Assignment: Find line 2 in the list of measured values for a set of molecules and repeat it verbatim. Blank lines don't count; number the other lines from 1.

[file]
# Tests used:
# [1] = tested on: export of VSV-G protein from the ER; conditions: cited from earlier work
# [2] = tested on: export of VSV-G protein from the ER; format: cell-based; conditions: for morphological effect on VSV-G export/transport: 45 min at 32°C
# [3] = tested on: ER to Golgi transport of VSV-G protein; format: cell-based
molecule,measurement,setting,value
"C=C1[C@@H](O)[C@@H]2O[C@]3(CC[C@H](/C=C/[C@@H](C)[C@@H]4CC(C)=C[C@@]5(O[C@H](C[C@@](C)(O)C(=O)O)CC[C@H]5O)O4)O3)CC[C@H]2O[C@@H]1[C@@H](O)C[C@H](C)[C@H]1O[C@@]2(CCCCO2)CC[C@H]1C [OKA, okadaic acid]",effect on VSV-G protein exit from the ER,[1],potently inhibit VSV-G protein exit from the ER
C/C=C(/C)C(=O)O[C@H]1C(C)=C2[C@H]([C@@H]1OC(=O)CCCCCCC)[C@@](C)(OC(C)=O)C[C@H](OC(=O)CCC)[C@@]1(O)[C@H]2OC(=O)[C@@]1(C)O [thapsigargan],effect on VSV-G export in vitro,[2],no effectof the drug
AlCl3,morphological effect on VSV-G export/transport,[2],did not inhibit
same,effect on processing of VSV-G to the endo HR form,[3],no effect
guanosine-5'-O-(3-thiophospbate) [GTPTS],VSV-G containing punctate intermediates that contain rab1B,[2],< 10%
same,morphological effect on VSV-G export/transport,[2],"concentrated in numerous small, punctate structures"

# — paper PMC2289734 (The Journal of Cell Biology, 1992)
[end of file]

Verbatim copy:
# [1] = tested on: export of VSV-G protein from the ER; conditions: cited from earlier work